Pain & Gain, the latest addition to the "fire with fire" genre | Bleader

Pain & Gain, the latest addition to the "fire with fire" genre


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From Robert Aldrichs The Choirboys (1977)
  • From Robert Aldrich's The Choirboys (1977)
In my long review of Pain & Gain that appears in this week's issue, I invoke Paul Verhoeven's Showgirls as an example of a film whose predominant attitude towards its own setting is one of pointed disgust. I could have also cited Alex Cox's Repo Man, Oliver Stone's Natural Born Killers, Richard Kelly's Southland Tales, Mike Judge's Idiocracy, or Verhoeven's Spetters and Starship Troopers. I don't value these films equally, but I consider them all part of a particular lineage—call it the cinema of fighting fire with fire, in which filmmakers exaggerate grotesque aspects of popular culture so they become criticisms of themselves. Most of these films have inspired accusations of hypocrisy and narrow-minded readings that confuse the exaggerations with the targets themselves. But I suppose that's to be expected: when you play with fire, you get burned.

I've borrowed the phrase "criticisms of themselves" from J. Hoberman's essay on Robert Aldrich's Kiss Me Deadly (1955), one of the earliest movies in this lineage. (Are there any earlier examples? I've spent the last few weeks trying to think of one, but I keep drawing a blank. I suspect this mode of filmmaking is tied to the explosion of globalized—and all-pervading—consumer culture in the decade following World War II. It's worth noting that the underlying disgust of these movies often feels like self-disgust, suggesting the defeatist message that one remains connected to this culture even when he critiques it.) That film turned Mickey Spillane's notions of vigilante justice on their head, transforming Spillane's detective Mike Hammer into a hideous, narrow-minded thug. In Aldrich and screenwriter A.I. Bezzerides's adaptation, Hammer is the logical center of a world defined, on the one hand, by reckless materialism (people exploit each other constantly in the film) and, on the other, by the cold war fear of nuclear annihilation.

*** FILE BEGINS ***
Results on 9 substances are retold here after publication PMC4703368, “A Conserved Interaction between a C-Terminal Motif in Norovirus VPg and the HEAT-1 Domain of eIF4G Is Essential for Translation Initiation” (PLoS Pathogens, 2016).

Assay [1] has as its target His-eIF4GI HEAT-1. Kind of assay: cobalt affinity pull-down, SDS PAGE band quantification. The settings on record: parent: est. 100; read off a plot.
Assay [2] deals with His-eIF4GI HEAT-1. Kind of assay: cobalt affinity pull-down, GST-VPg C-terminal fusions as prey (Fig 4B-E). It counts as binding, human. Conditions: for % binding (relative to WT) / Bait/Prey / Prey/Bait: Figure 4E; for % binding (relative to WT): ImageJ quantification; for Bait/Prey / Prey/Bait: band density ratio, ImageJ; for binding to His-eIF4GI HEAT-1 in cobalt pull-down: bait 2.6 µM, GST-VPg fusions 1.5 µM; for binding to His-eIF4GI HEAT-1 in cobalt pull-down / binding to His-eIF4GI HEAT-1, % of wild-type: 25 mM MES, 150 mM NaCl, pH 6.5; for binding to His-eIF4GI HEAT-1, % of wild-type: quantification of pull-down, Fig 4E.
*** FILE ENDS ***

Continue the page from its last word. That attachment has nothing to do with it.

If the "fire with fire" school of filmmaking has a godfather, it's Aldrich. No matter what genre he worked in—Hollywood exposes (The Big Knife, Whatever Happened to Baby Jane, The Legend of Lylah Clare), westerns (Vera Cruz, Ulzana's Raid), or cop movies (Hustle, The Choirboys)—Aldrich maintained a worldview that saw most power seekers as inherently grotesque. Perhaps it was a result of his old-money background (Nelson Rockefeller was his first cousin, it's often noted) or the leftist politics he adopted in Hollywood. In any case, he often pursued this vision at the expense of his own reputation. Dave Kehr once noted in the Reader that in Aldrich's "most interestingly personal period . . . he was alienating filmgoers and critics alike with a blend of 50s film noir pessimism and 70s gross-out vulgarity."

In terms of sheer vulgarity, no Aldrich title surpasses The Choirboys. That movie is an ensemble comedy about cheerfully corrupt cops who behave as though their squad is one big fraternity. The jokes are generally unfunny (and often homophobic or sexist as well), but the characters can't stop laughing at them. The end credits are scored to the sound of their piggish guffaws, hammering home the message that these men are exploiting their power to laugh at the rest of us. Unpleasant by design yet knowing in its portrait of macho hideousness, it may have been the Pain & Gain of its day. It's currently viewable on YouTube, in an appropriately ugly-looking transfer from an old videocassette.

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